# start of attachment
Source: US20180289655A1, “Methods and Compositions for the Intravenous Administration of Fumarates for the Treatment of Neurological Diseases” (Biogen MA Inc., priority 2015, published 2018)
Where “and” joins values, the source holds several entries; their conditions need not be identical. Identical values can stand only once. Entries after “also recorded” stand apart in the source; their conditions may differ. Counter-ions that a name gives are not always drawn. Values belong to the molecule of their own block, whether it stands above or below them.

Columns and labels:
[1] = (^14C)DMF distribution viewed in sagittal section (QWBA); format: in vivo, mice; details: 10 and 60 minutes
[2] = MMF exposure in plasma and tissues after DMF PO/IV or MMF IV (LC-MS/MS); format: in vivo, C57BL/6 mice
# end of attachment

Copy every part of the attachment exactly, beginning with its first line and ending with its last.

Source: US20180289655A1, “Methods and Compositions for the Intravenous Administration of Fumarates for the Treatment of Neurological Diseases” (Biogen MA Inc., priority 2015, published 2018)
Where “and” joins values, the source holds several entries; their conditions need not be identical. Identical values can stand only once. Entries after “also recorded” stand apart in the source; their conditions may differ. Counter-ions that a name gives are not always drawn. Values belong to the molecule of their own block, whether it stands above or below them.

Columns and labels:
[1] = (^14C)DMF distribution viewed in sagittal section (QWBA); format: in vivo, mice; details: 10 and 60 minutes
[2] = MMF exposure in plasma and tissues after DMF PO/IV or MMF IV (LC-MS/MS); format: in vivo, C57BL/6 mice